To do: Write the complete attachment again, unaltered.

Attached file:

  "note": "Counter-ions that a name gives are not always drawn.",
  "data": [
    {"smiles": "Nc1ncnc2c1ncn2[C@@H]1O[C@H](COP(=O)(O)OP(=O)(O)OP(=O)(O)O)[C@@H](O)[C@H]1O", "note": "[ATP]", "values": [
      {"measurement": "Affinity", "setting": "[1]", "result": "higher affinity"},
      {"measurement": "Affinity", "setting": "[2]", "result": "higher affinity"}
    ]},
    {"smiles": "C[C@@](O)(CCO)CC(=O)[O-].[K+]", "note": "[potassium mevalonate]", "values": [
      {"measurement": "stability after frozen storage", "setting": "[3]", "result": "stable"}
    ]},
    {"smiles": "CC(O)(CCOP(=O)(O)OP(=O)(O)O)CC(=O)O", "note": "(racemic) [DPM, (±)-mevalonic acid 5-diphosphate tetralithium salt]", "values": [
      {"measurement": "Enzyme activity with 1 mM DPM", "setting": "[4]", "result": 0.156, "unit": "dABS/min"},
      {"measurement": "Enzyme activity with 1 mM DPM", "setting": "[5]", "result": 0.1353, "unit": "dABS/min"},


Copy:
  "note": "Counter-ions that a name gives are not always drawn.",
  "data": [
    {"smiles": "Nc1ncnc2c1ncn2[C@@H]1O[C@H](COP(=O)(O)OP(=O)(O)OP(=O)(O)O)[C@@H](O)[C@H]1O", "note": "[ATP]", "values": [
      {"measurement": "Affinity", "setting": "[1]", "result": "higher affinity"},
      {"measurement": "Affinity", "setting": "[2]", "result": "higher affinity"}
    ]},
    {"smiles": "C[C@@](O)(CCO)CC(=O)[O-].[K+]", "note": "[potassium mevalonate]", "values": [
      {"measurement": "stability after frozen storage", "setting": "[3]", "result": "stable"}
    ]},
    {"smiles": "CC(O)(CCOP(=O)(O)OP(=O)(O)O)CC(=O)O", "note": "(racemic) [DPM, (±)-mevalonic acid 5-diphosphate tetralithium salt]", "values": [
      {"measurement": "Enzyme activity with 1 mM DPM", "setting": "[4]", "result": 0.156, "unit": "dABS/min"},
      {"measurement": "Enzyme activity with 1 mM DPM", "setting": "[5]", "result": 0.1353, "unit": "dABS/min"},